Going west we leave behind the range of Mount Ida (Psiloritis Mountain) and the village of Fodele. A picturesque little village surrounded by rich orange groves. This is the native village of the great painter Dominicos Theotokopoulos, or “El Greco” (1545-1614). The house where he was born is still standing. A short visit is always recommended.
We continue westwards and 48 kms from Heraklion to the right leads to the lovely coastal settlement of Bali, built on a picturesque little bay.
Not far from the settlement is the monastery of St. John the Baptist, dating from the 16th century.
Eventually our tour will take us to the historic Monastery of Arkadi, the Cretan symbol of freedom, built on a hill with a magnificent view over the verdant area surrounding it. The monastery is built like a fortress. It is surrounded by several buildings and its external walls are 1.2 m. thick. Almost at the center of the precinct stands the monastery church. The church with its two naves was built in 1587 and its architectural style is a mixture of Renaissance, Gothic, Classical and Baroque elements. After the Greek War of Independence of 1821, many Cretan guerilla fighters who were being hunted by the Turks took refuge in the monastery. On November 7th, 1866, a Turkish force of 15.000 men besieged the monastery, and its leader demanded of Abbot Gabriel to surrender the members of the revolutionary committee who were gathered there. At that time apart from the members of the committee, 300 armed men and 600 or so women and children had also taken refuge in the monastery. When the Abbot refused, the Turks opened fire. Those entrenched in the monastery resisted fiercely for two days, but on November 9th, their resistance weakened and in order not to surrender to the enemy, the fighters set fire to the powder magazines. In the explosion, all those in the monastery were killed and, with them, many Turks who had in the meantime forced their way into the monastery. The “Arkadi holocaust”, as this heroic sacrifice came to be called, is a landmark of immense importance in the history of the struggle of the Cretan people for freedom. There is also an ossuary, where the bones of the dead heroes of the Arkadi holocaust are kept.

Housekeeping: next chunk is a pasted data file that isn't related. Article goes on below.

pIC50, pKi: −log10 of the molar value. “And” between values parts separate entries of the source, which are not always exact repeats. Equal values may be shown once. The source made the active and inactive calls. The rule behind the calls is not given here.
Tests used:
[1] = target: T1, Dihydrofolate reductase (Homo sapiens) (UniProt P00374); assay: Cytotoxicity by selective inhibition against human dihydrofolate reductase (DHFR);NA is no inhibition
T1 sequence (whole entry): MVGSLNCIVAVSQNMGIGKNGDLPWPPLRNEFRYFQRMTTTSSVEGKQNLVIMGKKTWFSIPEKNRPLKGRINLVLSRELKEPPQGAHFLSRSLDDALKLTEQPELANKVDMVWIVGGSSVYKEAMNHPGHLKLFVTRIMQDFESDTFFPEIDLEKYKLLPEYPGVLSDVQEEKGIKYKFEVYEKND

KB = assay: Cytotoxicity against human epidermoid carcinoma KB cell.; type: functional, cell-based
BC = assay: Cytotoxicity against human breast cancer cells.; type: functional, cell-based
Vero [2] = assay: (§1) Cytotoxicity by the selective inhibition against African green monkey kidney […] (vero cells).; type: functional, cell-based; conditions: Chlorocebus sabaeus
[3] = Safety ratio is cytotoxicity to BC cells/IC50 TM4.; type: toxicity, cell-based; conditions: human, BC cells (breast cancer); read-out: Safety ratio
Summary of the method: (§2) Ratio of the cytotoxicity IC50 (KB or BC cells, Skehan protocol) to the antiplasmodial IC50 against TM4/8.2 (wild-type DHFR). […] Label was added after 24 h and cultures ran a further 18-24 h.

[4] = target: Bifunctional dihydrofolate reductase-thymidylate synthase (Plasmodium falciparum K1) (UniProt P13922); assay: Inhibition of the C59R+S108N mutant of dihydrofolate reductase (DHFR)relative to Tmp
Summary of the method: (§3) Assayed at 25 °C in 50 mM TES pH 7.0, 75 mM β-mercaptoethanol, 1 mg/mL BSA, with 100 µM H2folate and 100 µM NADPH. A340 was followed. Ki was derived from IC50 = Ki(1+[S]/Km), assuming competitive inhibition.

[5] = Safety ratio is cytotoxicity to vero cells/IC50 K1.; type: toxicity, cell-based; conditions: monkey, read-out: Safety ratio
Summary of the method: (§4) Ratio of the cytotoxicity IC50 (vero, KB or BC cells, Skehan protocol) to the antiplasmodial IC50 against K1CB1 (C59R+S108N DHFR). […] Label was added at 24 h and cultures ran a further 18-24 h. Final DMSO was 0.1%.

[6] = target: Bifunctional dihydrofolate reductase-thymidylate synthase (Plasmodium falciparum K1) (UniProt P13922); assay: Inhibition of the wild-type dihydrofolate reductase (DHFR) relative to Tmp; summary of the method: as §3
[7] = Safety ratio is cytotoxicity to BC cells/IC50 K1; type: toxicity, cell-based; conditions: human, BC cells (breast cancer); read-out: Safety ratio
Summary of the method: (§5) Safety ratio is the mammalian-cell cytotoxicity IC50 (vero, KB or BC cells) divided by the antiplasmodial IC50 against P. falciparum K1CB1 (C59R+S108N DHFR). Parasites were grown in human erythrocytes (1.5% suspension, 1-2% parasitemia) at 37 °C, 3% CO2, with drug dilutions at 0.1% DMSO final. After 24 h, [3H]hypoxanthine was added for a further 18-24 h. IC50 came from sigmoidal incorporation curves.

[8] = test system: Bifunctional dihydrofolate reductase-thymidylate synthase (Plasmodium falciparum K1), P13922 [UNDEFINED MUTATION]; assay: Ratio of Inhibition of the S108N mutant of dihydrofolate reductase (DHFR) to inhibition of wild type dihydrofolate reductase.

Continuing west and leaving the massive mountain range of the White Mountains we arrive at the beautiful town of Chania.
This is the largest and most important town of western Crete, which retained its local color. It is one of the loveliest towns in Greece and the many vestiges of its past give it a particular charm Her Venetian harbor, narrow streets and old buildings from the Venetian and Turkish periods are almost intact and bring directly into the past. One of the most characteristic spots in the town is the impressive Municipal Market, in the center of the town, which was built in 1911.
The Archaeological Museum of Chania contains important finds from the excavations in the Chania region and the whole of western Crete, dating from the Neolithic to the Roman period.
In the Chania Naval Museum are exhibited models of ships from antiquity to modern times and relics from the historic battles of the Greek Navy.
On this tour a short stop at the old town of Rethymnon is always recommended. The Venetian fortress, Loggia and the fountain, the last of the mosques to be found in Crete and the wide variety of architectural styles make Rethymnon unique and place worth to visit.